Re:Februrary, March and April (1)

iamjoltman (883526) | more than 7 years ago | (#15831238)

Or even years back, ie 2/8/6 (2002/August/6), 3/8/6 (2003/August/6) and 4/8/6 (2004/August/6)

Re:Februrary, March and April (1)

KodeSlut (890122) | more than 7 years ago | (#15831280)

of course, here in sweden the year is written first, so these dates have been hit in 2002, 2003 and 2004 respectively.

Saturday (4, Funny)

The G (7787) | more than 7 years ago | (#15831219)

Instead of getting dates of their own, Saturday and subsequent days will be known as "Pentium", "Pentium II", "Pentium IV", "Pentium 5", "Pentium 6", and of course "Xeon".

Psht! (1, Insightful)

Anonymous Coward | more than 7 years ago | (#15831221)

A real nerd uses a logical date format - yyyy/mm/dd. What kind of a date format puts the 1st of February before the 2nd of January when sorted?

Re:Psht! (1)

sk8king (573108) | more than 7 years ago | (#15831248)

Some ISO standard that no one else seems to want to use. mm/dd/yyyy is just silly. Most significant to least significant makes the most sense by far.

YYYY-MM-DD hh:mm:ss is the way to go.

Re:Psht! (1)

digitrev (989335) | more than 7 years ago | (#15831250)

And people who write the way they talk use a MM/DD/YYYY format. But I agree with the coward, YYYY/MM/DD is a superior format when sorting dates.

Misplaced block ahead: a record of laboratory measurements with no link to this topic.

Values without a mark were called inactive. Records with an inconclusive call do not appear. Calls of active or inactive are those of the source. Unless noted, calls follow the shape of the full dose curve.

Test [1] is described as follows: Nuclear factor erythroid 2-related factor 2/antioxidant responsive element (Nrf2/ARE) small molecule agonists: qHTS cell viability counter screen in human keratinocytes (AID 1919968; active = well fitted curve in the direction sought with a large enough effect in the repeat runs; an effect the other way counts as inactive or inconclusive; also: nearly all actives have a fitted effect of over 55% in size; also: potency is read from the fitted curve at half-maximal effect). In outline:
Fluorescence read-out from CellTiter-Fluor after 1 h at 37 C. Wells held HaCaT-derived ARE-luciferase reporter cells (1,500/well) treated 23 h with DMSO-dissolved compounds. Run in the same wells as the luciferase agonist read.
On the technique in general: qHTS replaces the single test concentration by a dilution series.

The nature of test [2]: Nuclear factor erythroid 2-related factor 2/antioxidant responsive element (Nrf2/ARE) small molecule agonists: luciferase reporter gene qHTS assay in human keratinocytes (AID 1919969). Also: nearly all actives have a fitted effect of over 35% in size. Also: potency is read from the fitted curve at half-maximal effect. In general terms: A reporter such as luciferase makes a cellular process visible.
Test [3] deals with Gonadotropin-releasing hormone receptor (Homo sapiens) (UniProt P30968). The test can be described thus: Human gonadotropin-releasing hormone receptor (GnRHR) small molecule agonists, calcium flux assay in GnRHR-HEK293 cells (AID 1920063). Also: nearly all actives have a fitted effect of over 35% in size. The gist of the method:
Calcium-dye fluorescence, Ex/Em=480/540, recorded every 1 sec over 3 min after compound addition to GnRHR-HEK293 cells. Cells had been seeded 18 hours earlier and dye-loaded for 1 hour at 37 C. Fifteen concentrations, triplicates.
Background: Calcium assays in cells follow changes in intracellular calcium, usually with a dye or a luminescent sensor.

Re:Psht! (1)

tolan-b (230077) | more than 7 years ago | (#15831294)

I think you're making some assumptions about how people talk ;)

I'm from the UK (dd/mm/yyyy) and I would say today's date like this: "The 2nd of August, 2006";

Unless of course one speaks hungarian (1)

szo (7842) | more than 7 years ago | (#15831418)

In this case one write and talk the same way: YYYY/MM/DD. And I'm sure there are plenty of other languages does that too.

Re:Psht! (1)

csplinter (734017) | more than 7 years ago | (#15831290)

What kind of date format puts the number your most unlikely to need first (the year) and the one you will most likely want to know last.

Re:Psht! (0)

Anonymous Coward | more than 7 years ago | (#15831293)

I myself marked a special occasion recently: May 4th, 3:02:01 am of this year: 06/05/04:03:02:01

Re:Psht! (1)

struppi (576767) | more than 7 years ago | (#15831404)

Yes, of course, i usually use this date format too. But OTOH, when you use a date format which is quite common here in Austria (DD.MM.YYYY) there are pretty cool dates in the next few years like 20.07.2007, 20.08.2008, ...

Re:Psht! (1)

HaydnH (877214) | more than 7 years ago | (#15831424)

"A real nerd uses a logical date format - yyyy/mm/dd. What kind of a date format puts the 1st of February before the 2nd of January when sorted?

While I agree with the yyyy, mm & dd order, a real nerd doesn't use path seperators in dates! What kind of date format uses /'s?? =P

4/20 (-1, Offtopic)

Anonymous Coward | more than 7 years ago | (#15831256)

4/20 is always a good time of year.

Newsflash for Mr. Malda (1)

repruhsent (672799) | more than 7 years ago | (#15831260)

The discussion system sucks. It covers up like half of the fucking screen so you can't see anything. I suggest you use some time to completely rewrite it. That is all.

its not the only time (1)

iduno (834351) | more than 7 years ago | (#15831268)